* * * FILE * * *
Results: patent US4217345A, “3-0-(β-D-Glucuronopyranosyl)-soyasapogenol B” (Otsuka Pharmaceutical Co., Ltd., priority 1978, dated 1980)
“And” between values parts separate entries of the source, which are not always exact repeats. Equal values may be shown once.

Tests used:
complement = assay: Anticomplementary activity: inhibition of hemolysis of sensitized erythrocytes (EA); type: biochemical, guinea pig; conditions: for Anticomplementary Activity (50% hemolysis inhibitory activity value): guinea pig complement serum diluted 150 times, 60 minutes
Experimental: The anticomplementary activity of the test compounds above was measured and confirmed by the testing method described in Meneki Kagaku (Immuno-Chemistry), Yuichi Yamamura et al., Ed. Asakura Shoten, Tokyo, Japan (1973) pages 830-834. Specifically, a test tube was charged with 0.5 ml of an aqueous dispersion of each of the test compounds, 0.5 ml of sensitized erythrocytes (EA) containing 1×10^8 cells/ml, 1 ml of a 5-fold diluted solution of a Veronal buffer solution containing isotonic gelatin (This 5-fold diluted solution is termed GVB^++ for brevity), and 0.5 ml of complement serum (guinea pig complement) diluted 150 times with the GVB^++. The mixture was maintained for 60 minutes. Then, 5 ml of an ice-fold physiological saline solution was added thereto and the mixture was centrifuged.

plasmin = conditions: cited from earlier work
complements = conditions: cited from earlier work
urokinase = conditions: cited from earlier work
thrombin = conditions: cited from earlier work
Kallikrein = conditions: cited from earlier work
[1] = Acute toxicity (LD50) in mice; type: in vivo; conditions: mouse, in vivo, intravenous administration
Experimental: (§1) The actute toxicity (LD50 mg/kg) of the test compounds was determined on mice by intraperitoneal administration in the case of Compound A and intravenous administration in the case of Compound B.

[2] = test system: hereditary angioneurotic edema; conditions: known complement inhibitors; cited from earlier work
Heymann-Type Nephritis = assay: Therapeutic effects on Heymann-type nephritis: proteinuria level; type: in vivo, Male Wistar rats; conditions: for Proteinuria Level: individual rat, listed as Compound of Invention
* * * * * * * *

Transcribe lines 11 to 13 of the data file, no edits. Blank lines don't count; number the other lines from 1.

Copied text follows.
[1] = Acute toxicity (LD50) in mice; type: in vivo; conditions: mouse, in vivo, intravenous administration
Experimental: (§1) The actute toxicity (LD50 mg/kg) of the test compounds was determined on mice by intraperitoneal administration in the case of Compound A and intravenous administration in the case of Compound B.

[2] = test system: hereditary angioneurotic edema; conditions: known complement inhibitors; cited from earlier work